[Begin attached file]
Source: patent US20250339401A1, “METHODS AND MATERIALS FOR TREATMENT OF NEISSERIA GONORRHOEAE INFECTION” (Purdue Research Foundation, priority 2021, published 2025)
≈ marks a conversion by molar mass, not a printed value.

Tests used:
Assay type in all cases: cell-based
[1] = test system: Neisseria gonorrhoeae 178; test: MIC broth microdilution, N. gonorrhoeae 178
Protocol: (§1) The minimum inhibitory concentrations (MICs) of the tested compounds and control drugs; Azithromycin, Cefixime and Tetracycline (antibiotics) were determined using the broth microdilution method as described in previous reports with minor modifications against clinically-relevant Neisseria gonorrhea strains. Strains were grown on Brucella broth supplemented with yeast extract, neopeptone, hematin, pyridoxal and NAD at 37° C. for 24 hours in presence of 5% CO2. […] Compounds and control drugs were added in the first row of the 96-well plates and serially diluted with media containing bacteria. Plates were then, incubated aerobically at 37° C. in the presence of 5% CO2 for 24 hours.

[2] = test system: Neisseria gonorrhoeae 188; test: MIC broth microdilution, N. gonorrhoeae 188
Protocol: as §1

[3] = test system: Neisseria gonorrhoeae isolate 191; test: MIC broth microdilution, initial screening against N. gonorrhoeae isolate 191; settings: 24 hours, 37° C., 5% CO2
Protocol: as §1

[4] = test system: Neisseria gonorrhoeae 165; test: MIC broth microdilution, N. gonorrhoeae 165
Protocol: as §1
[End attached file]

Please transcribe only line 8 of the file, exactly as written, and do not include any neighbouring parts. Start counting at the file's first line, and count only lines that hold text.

Protocol: as §1